Brazil's Role in the Issue is Important, says American
Assistant Secretary, Bureau of International Security and Nonproliferation
In an exclusive interview with O Estado de S.Paulo newspaper, U.S. Assistant Secretary for International Security and Nonproliferation, Thomas Countryman, said the Obama administration believes that Brazil can play an important role on the issue of Iran’s nuclear program. "I hope that every country that is concerned about the future of disarmament will speak out and explain their positions. Iran is violating the decisions taken by the UN Security Council and the International Atomic Energy Agency - and the more countries that express their criticism, the greater the chance of Iran changing direction. The Brazilian voice is important in all the discussions," he said.
For Countryman, despite the threats posed by Iran and North Korea, the world is a safer place. "If you analyze history, there are fewer people dying today because of wars and violence than at any period in the past, although there remains the threat of terrorists or States creating weapons. If you want to be an optimist, you have to work and plan as if you were a pessimist, to prepare for the worst-case scenarios and do everything to stop them from happening," he added.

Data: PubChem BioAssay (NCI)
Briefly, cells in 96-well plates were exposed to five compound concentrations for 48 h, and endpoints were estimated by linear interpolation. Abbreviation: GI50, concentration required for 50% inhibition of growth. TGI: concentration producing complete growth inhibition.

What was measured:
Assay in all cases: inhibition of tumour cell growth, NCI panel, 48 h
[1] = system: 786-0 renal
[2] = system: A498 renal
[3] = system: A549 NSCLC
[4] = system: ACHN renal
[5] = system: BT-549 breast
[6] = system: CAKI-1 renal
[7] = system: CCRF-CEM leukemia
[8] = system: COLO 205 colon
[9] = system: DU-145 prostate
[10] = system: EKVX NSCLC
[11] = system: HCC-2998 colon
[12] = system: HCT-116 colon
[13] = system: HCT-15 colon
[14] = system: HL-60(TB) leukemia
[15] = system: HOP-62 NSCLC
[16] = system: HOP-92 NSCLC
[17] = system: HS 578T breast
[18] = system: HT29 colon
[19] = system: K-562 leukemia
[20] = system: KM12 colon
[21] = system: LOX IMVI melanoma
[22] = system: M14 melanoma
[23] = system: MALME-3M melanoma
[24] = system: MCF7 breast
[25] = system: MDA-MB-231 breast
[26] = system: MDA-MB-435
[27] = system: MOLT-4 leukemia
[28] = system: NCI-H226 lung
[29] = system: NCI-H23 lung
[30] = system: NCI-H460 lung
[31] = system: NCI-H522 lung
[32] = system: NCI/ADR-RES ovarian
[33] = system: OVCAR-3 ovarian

Countryman also discussed with Brazilian authorities the country's signing up to the Additional Protocols of the Non-Proliferation Treaty (NPT), to which Brazil is a signatory. Signing up is voluntary, but nuclear powers have been pressuring unarmed countries to do so. Brazil has resisted, fearing it compromises the confidentiality of its activities.
"This is a long-term dialogue. We've had this discussion before. It's not a question of pressure, but rather of dialogue between two partners who always present their opinions respectfully, "said Countryman."It is also not a matter of deadlines – they are not very productive in international relations - but there are exceptions," he said. About North Korea, who last week announced that it would suspend testing and uranium enrichment and even that international inspectors could monitor its activities, Countryman says that it is a "start that could produce good results."